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Aaron Freeman closes the book on Ween
(Ween ©Retna)

By Darren Levin

For most of his life he's been Gene Ween, the nimble-voiced frontman of one of rock's great genre-hoppers -- but Aaron Freeman is finally ready to put his alter-ego to bed. "It's time to move on," Freeman told Rolling Stone from his home in New Jersey. "I'm retiring Gene Ween."

So does that mean the end for Ween, the band that Freeman formed with high school friend Mickey Melchiondo (a.k.a. Dean Ween) in New Hope, Pennsylvania, in the mid-Eighties?

"Pretty much, yeah," says Freeman. "It's been a long time, 25 years. It was a good run."

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Freeman, who released his solo debut Marvelous Clouds earlier this month, says there's no animosity towards his bandmates or Melchiondo, who he met in the eighth grade. He says the pair are still on speaking terms, even though he's been contemplating the decision for the past eight years.

"For me it's a closed book. In life sometimes, in the universe, you have to close some doors to have others open," says Freeman. "There's no, 'God---- that such and such!' For me, I'd like to think it's a door I can close finally."

Freeman and Melchiondo released a slew of home-recorded tapes in the Eighties before they tasted unlikely MTV success in 1992 with "Push th' Little Daisies," from their major-label debut "Pure Guava." After that novelty single, Ween went on to release albums that reflected their intense love of music, from metal to MOR and all points in between. On 1996's "Golden Country Greats," they brought in Nashville session players for an album of country originals, while saxophonist David Sanborn guested on "Your Party," from Ween's most recent album, 2007's "La Cucaracha."

But question marks over Ween's future were raised following an onstage meltdown by Freeman at a show in Vancouver last year. The singer spent several weeks in an Arizona rehab facility battling substance abuse issues. Back at home and in good spirits, he says that his solo debut helped him get back on track. "It's a nice recovery record, definitely," he says.

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Like most of Ween's oeuvre, Marvelous Clouds is another unexpected detour: a covers album of tunes by the reclusive Sixties songwriter Rod McKuen. In his heyday, McKuen was penning songs for the likes of Frank Sinatra, Johnny Cash and Perry Como, but he's become somewhat of an obscure figure since he retired from the stage in the early-Eighties.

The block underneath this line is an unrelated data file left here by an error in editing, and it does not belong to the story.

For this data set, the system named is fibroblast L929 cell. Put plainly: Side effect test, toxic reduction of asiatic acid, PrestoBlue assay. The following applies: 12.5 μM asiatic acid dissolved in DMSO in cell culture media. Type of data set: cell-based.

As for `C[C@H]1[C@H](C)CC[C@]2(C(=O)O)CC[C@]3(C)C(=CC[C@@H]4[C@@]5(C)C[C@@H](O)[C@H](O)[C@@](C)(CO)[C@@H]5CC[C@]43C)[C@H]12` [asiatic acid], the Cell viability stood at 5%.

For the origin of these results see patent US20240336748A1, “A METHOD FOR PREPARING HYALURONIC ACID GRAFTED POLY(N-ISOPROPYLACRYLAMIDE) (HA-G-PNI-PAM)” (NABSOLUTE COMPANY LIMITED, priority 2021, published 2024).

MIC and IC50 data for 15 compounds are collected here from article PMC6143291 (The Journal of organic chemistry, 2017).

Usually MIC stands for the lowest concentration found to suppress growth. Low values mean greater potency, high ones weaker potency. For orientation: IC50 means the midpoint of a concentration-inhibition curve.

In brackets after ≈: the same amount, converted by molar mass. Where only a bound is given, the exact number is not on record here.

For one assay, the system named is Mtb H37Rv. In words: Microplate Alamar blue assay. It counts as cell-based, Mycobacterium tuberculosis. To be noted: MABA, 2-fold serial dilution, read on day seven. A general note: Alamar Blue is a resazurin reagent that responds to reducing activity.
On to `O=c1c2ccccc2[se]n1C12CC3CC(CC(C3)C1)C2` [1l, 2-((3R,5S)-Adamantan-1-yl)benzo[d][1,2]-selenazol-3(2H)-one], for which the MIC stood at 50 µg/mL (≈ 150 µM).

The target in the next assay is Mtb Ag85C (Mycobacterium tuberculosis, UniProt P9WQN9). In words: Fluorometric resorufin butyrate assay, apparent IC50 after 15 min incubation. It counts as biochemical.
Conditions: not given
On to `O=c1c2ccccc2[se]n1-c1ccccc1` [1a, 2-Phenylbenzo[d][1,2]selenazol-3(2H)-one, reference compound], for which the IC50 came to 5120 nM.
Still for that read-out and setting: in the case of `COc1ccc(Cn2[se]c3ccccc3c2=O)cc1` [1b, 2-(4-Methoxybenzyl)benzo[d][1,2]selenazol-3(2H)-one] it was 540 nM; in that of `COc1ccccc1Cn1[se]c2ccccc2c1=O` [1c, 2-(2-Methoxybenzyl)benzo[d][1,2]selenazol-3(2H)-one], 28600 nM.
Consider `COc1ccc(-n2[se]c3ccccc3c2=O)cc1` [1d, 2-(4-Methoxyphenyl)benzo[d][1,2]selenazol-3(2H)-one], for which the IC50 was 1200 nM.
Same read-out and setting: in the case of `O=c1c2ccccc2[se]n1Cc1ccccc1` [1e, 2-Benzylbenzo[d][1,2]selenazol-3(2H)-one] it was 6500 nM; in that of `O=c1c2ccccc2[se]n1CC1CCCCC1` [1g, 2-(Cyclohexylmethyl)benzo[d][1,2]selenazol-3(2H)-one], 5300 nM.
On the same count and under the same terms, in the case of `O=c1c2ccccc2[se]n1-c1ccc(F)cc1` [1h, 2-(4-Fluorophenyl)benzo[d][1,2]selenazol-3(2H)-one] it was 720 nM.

"I was struck by the simplicity and power of songs," says Freeman, who came to McKuen through Golden Country Greats producer Ben Vaughn. "Anybody that can accomplish that kind of thing is great."

Freeman recently spent an afternoon with the 79-year-old singer in his Beverly Hills home. "He's got this incredible studio downstairs in his house -- it hasn't been touched since 1973. He's got a room full of master tapes ... He's got probably thousands of songs that haven't seen the light of day."

So is another volume of McKuen covers on the cards?

"I could make five more Rod McKuen records, but that could get a little weird," jokes Freeman, who plans on releasing an album of original material next.

"It's important to know that this isn't a side project. I'm forging a new thing for myself. So that's all. There's no plans for any records or touring for Ween from my end."

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Jun 1, 2012 11:53AM

My old friend and I used to drive around listening to random albums, and one particular night he had an album titled "White Pepper".  The first song he played was Bananas and Blow. I thought it was a fun, very enjoyable song. The very next song was Stroker Ace. My next reaction was "wow" these guys are rocking the ****. The next song was Ice Castles. My mind was blown and my life was changed forever. How can these weirdos perform so many genres of music and be good at them all? With all that said, I wouldnt be the person I am today without Ween. They took me to lands of fantasy and reality. No matter what mood I was in, Ween worked. They tought me to live a fun and simple life, not take things so seriously, not to be greedy. We only have one life to live and Ween showed me how to enjoy this horrible world with my own peice of mind. To the people who have never heard of Ween, It's never too late. Do yourself a favor and give them a shot. It's your loss if you dont. Turn off your tv. Turn off the radio. Turn off Twitter. You wont find them there.

May 30, 2012 7:01PM

I loved Ween, partied to a lot of their freaky music. Push the little daisies and make them come up.......

May 30, 2012 10:27AM
I thought Gene and Dean Ween were really brothers. I've been a fan for a long time, but this is news to me.
May 30, 2012 9:52AM
Yeah...I suspect you have never heard of any bands outside of what are played on top 40 radio. Guess what? There are thousands of very popular bands that exist outside of that. Ween have been cult favorites since I can remember.
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